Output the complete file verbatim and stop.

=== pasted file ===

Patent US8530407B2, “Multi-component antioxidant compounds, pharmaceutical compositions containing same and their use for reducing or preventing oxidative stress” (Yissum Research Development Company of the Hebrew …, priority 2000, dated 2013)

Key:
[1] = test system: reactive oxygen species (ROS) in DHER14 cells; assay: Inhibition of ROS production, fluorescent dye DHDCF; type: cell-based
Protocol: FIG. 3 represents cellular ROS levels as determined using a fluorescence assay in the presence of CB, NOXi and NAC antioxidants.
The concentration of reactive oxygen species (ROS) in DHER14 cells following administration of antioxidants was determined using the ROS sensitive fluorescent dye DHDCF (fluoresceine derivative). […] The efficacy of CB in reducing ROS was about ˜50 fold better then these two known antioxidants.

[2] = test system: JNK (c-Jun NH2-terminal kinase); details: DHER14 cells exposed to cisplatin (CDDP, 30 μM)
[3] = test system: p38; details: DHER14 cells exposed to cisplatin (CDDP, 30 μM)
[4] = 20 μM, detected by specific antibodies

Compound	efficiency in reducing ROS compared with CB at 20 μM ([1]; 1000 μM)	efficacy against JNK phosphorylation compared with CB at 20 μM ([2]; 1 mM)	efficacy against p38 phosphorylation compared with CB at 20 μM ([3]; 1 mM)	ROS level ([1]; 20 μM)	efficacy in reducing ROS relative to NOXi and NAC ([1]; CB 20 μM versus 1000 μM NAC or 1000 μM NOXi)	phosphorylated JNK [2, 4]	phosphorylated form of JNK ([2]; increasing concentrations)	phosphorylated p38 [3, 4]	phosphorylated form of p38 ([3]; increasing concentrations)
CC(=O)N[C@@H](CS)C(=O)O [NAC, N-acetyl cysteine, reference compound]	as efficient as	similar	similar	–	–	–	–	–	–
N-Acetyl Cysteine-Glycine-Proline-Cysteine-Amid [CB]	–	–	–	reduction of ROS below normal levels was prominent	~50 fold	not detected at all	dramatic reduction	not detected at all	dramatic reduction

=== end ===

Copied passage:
Patent US8530407B2, “Multi-component antioxidant compounds, pharmaceutical compositions containing same and their use for reducing or preventing oxidative stress” (Yissum Research Development Company of the Hebrew …, priority 2000, dated 2013)

Key:
[1] = test system: reactive oxygen species (ROS) in DHER14 cells; assay: Inhibition of ROS production, fluorescent dye DHDCF; type: cell-based
Protocol: FIG. 3 represents cellular ROS levels as determined using a fluorescence assay in the presence of CB, NOXi and NAC antioxidants.
The concentration of reactive oxygen species (ROS) in DHER14 cells following administration of antioxidants was determined using the ROS sensitive fluorescent dye DHDCF (fluoresceine derivative). […] The efficacy of CB in reducing ROS was about ˜50 fold better then these two known antioxidants.

[2] = test system: JNK (c-Jun NH2-terminal kinase); details: DHER14 cells exposed to cisplatin (CDDP, 30 μM)
[3] = test system: p38; details: DHER14 cells exposed to cisplatin (CDDP, 30 μM)
[4] = 20 μM, detected by specific antibodies

Compound	efficiency in reducing ROS compared with CB at 20 μM ([1]; 1000 μM)	efficacy against JNK phosphorylation compared with CB at 20 μM ([2]; 1 mM)	efficacy against p38 phosphorylation compared with CB at 20 μM ([3]; 1 mM)	ROS level ([1]; 20 μM)	efficacy in reducing ROS relative to NOXi and NAC ([1]; CB 20 μM versus 1000 μM NAC or 1000 μM NOXi)	phosphorylated JNK [2, 4]	phosphorylated form of JNK ([2]; increasing concentrations)	phosphorylated p38 [3, 4]	phosphorylated form of p38 ([3]; increasing concentrations)
CC(=O)N[C@@H](CS)C(=O)O [NAC, N-acetyl cysteine, reference compound]	as efficient as	similar	similar	–	–	–	–	–	–
N-Acetyl Cysteine-Glycine-Proline-Cysteine-Amid [CB]	–	–	–	reduction of ROS below normal levels was prominent	~50 fold	not detected at all	dramatic reduction	not detected at all	dramatic reduction